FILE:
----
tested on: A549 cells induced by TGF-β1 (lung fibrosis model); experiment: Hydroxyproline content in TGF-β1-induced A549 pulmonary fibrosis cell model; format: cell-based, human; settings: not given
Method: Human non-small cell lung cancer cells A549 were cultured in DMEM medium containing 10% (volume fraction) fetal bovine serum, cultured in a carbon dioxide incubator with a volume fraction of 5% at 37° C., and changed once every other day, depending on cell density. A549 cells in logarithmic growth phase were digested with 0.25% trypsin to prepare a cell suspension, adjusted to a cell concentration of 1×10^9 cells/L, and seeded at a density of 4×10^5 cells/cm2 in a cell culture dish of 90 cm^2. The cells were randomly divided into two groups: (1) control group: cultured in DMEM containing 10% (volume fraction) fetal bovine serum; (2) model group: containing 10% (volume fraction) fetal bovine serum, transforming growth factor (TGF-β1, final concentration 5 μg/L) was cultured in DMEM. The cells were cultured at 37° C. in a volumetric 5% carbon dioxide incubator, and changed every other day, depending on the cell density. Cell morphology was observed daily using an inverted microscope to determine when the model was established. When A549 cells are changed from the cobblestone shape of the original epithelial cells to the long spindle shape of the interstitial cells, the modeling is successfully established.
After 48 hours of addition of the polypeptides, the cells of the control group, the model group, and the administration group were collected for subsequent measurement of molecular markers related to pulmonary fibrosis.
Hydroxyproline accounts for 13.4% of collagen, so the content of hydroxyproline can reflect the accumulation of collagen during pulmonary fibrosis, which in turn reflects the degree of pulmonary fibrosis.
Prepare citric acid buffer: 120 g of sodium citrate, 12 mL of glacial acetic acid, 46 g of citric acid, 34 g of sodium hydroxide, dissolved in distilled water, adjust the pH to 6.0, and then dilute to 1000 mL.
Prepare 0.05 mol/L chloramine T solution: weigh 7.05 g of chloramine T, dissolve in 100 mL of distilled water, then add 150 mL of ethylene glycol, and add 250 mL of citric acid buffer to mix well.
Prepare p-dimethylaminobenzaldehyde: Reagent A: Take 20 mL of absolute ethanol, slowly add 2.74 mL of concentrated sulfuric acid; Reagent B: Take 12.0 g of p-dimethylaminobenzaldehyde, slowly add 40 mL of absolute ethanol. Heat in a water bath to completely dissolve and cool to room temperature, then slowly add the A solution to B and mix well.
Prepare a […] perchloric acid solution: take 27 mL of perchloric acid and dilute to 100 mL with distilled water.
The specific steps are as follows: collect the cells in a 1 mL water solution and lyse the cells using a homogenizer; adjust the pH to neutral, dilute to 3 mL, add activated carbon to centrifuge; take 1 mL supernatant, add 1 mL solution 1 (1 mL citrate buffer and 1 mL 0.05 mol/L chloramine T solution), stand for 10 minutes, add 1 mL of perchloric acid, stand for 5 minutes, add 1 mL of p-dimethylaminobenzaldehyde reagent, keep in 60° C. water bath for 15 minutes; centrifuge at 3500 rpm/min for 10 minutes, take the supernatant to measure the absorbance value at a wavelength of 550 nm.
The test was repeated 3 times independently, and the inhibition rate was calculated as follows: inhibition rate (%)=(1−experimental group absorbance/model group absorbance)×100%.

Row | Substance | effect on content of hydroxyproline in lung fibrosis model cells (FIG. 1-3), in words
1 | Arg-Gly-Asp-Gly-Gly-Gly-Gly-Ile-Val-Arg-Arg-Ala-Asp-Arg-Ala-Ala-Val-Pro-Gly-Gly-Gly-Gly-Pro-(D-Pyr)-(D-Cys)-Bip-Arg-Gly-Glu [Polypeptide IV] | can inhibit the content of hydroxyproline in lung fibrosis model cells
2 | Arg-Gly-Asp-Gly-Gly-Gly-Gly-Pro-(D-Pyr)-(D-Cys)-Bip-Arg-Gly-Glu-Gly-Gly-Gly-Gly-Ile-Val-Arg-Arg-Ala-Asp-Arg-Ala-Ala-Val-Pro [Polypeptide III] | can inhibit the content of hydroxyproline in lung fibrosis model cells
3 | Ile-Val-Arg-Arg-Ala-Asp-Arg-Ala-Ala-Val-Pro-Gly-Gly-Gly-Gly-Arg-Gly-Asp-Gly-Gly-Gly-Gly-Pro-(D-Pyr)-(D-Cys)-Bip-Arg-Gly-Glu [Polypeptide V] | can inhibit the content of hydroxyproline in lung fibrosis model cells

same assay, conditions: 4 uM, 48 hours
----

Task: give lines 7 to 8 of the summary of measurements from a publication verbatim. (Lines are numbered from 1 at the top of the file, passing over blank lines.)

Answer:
Prepare p-dimethylaminobenzaldehyde: Reagent A: Take 20 mL of absolute ethanol, slowly add 2.74 mL of concentrated sulfuric acid; Reagent B: Take 12.0 g of p-dimethylaminobenzaldehyde, slowly add 40 mL of absolute ethanol. Heat in a water bath to completely dissolve and cool to room temperature, then slowly add the A solution to B and mix well.
Prepare a […] perchloric acid solution: take 27 mL of perchloric acid and dilute to 100 mL with distilled water.